Photo by Michael Barrett
Business as usual was joyfully interrupted with the sounds of bluegrass strings on Dec. 21 in what is said to be the newest Christmas tradition at the Mississippi State Capitol – an old fashioned Christmas concert.
Mississippi Supreme Court Justice Jess Dickinson and his band, Bluegrass Appeal, accompanied by former senator and Gov. Haley Barbour staffer Charles Pittman on guitar and vocals, entertained a crowd in the rotunda of the New Capitol building in what will be a tradition for years to come. Sid Salter of SuperTalk Mississippi’s “On Deadline” acted as master of ceremonies, while his 7-year-old grandson, Rowan Russell of Forest, played the bells.
“Justice Dickinson and I were on Sid’s talk radio show earlier in the month and we played some Christmas carols,” Pittman said. “It came up in general conversation that those string instruments would really sound good in that rotunda; it’s solid marble.”
Pittman and Dickinson are not new to the music scene. Pittman founded Mississippi’s Original Singing Senators and has played in the senate chamber numerous times, though never in the rotunda. In 2009, he recorded “Six Decades of Music” and donated 100 percent of the proceeds to Palmer Home for Children and the Mississippi Sheriffs Boys and Girls Ranch.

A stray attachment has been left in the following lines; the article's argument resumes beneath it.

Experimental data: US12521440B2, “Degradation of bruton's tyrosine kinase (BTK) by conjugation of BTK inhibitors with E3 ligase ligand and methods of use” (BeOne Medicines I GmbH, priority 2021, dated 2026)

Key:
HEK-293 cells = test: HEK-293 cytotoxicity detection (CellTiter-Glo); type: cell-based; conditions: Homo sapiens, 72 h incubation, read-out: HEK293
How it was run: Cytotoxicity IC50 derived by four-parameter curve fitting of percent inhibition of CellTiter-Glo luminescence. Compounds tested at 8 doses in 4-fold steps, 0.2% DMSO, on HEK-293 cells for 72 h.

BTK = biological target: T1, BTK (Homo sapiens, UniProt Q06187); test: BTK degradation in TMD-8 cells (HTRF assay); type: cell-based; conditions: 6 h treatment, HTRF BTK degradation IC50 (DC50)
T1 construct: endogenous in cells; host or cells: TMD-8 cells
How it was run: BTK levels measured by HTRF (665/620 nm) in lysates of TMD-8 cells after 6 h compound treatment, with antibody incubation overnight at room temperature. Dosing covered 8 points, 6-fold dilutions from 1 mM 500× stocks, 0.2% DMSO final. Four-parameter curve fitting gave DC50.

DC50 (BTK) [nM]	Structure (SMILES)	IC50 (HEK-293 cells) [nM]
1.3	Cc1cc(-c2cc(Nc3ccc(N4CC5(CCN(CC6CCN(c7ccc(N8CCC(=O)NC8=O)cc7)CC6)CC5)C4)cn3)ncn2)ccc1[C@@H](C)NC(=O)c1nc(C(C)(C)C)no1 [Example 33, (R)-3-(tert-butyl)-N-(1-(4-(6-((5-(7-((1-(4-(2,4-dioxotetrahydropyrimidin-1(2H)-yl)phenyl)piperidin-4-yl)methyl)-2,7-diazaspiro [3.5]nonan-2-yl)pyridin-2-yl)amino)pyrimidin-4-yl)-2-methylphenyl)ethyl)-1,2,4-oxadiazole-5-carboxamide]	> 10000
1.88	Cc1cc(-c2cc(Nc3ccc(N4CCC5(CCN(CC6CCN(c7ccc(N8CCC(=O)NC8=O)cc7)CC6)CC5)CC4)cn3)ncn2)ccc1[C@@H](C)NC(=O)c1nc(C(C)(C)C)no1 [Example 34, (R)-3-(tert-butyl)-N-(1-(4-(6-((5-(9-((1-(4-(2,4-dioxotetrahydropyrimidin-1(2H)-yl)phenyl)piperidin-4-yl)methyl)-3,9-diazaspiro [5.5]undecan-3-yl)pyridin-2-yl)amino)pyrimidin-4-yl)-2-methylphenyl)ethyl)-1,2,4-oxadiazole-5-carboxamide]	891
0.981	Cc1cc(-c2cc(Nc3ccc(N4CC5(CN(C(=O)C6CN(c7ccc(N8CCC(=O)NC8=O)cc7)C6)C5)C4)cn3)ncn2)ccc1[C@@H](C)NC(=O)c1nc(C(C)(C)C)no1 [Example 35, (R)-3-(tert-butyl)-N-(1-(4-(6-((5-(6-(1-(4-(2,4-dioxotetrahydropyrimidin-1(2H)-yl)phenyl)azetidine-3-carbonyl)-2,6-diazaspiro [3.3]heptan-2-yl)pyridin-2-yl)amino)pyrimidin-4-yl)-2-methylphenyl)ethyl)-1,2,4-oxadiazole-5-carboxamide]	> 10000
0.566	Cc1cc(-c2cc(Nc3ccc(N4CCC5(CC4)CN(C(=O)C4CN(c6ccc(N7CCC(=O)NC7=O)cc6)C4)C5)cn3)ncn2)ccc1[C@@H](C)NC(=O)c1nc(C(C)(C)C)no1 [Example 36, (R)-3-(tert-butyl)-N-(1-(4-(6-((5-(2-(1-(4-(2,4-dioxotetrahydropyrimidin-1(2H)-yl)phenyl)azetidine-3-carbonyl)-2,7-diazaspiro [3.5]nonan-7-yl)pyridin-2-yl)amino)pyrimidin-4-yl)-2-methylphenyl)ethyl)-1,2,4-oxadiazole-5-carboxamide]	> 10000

Before he became an attorney, Dickinson was a studio musician, performing with national acts such as B.J. Thomas. He plays the hammered dulcimer for Bluegrass Appeal, alongside Janet Dickinson (vocals), Joe Thornton (fiddle), Coleman Stewart (guitar), James Stewart (mandolin) and Steve Thornton (bass).
Bluegrass Appeal performed instrumental versions of classic hymns such as “O Holy Night” and “What Child is This?” while Salter narrated the Christmas story. Pittman sang “White Christmas,” “Christmas Time’s A-Comin’ ” and “Blue Christmas.”
“What’s Christmas in Mississippi without one Elvis song, right?” Pittman said.
Next year, the Old Fashioned Mississippi Christmas String Concert might take place during the candlelight tour of the Capitol or at the Old Capitol building, he said.
“We had a crowd,” Pittman said. “When we started playing, people emptied out of their offices and started leaning over the rotunda, watching us.”